Greetings! I have something special for you today – a wordy blog post!
A cautionary note: I often struggle to write a review of something if I know what I would criticize and forget how to underline the good bits.
The film is about a bunch of loosely-connected people who are in various types of relationships – with the general theme of Facebook, and its “relationship status”, affecting how they act and who they meet. The film is, well, mostly a lot of dialogue, with little or no action, other than one slap and mild pillow action. One might call it somewhat draggy because of this.
On the plus side, the dialogue is very real, and the pacing and articulation is what you experience in real life – kudos to all the amazing actors – but you might realize that Hollywood caters to the short-attention-span generation, and your typical movie scene is shorter, wittier, more dramatic, and faster-paced. As I watched the dialogues, it was as if I was an invisible fly, sitting in my neighbor’s house, listening to them have a leisurely talk.
I’m not sure if it’s just me, being a photographer, but it did bother me each time the Canon 5D Mark II used to shoot the movie, went out of focus – and it did, many times, with some scenes having the sofa be in focus, or the camera operator was inexperienced with focus pulling, especially when the actor was moving in the scene. It’s quite apparent when there is a sharp zone of focus across an actor’s cheeks but not anywhere else! I’d rather stop the lens down just a tiny bit as a full-frame video camera is unforgiving.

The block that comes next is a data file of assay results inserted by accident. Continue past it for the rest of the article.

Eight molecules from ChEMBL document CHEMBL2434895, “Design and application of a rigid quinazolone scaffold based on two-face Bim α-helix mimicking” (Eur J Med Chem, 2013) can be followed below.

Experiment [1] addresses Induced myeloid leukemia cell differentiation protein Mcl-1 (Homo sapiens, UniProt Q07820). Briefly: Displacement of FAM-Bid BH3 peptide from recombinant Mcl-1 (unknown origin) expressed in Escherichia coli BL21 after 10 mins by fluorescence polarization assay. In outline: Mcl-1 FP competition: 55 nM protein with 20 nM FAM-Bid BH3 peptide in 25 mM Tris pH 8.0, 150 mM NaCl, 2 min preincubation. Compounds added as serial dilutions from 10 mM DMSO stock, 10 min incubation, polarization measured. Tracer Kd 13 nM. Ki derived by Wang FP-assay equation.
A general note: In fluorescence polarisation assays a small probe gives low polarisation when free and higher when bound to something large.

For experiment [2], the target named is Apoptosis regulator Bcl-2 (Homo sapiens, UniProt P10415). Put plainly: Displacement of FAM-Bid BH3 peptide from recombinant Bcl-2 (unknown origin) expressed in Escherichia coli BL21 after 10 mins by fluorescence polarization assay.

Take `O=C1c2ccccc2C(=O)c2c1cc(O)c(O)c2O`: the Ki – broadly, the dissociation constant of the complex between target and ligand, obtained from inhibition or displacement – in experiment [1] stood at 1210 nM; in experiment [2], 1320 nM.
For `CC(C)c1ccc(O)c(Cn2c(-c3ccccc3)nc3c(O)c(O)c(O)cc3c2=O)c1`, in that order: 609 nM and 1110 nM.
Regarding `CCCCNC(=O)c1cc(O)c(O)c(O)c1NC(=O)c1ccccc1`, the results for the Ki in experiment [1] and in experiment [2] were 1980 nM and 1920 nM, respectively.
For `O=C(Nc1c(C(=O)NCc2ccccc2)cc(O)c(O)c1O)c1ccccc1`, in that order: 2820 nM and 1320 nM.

You know what movie has awesome bokeh? The Twilight Saga: Breaking Dawn: Part 1. I kid you not. The bokeh in that movie is awesome – backgrounds are painted with a lush, rich, saturated brush.
The other niggle I had, which might’ve been the projector, was the white balance – many scenes were shot (seemingly) with room lighting only, so you get the icky flourescent green and a pallid greenish orange for tungsten. It gives too much of an indie look which distracted me from the conversation – honestly I’d rather set the white balance to appear like daylight as that is how humans perceive it.
The camera angles are good, though there was one bit in Daphne/Tony’s scene where they are having a conversation, and it looks like the camera operator is standing in front of the sofa they are sitting on. It suddenly jumps to a eye-level shot of Daphne as she says something pivotal. Impactful, perhaps, but strange.
And of course there’s that rather bumpy baby bump. I did enjoy the scenes with Ruzana/Daphne, though, with the audience feeling the tense build up to the inevitable. I wish more of the movie was like this!
The movie starts with a guy writing “Hope your well” on a girl’s Facebook wall. Now this would be alright… if he wasn’t a writer. Apologies for the Grammar Nazi outburst. Heil The Queen’s English!
Hmmm, or was it a snide poke at how social networks and the Internet have killed our command of English? Then again, English is a language with terribly inconsistent rules.
Interestingly, Davina, and the character she plays, has the same birthdate! I wonder what other nuggets are there e.g. Ilmar.
I don’t know if it’s because I know Khai, and I’ve seen his previous movie, Ciplak (which was awesome, and high on entertainment value and his trademark humor) that I couldn’t help but feel that this was not what I had expected. Plus he had experience in the Malaysian film industry, as well as short films of all sorts (which I always looked forward to, because of entertainment value).
Nevertheless, it is a good movie that feels real. So please go watch Relationship Status at a TGV near you today! (Also, TGV has massively overhauled their site and it is real snazzy that it doesn’t need any plugins. Well done!)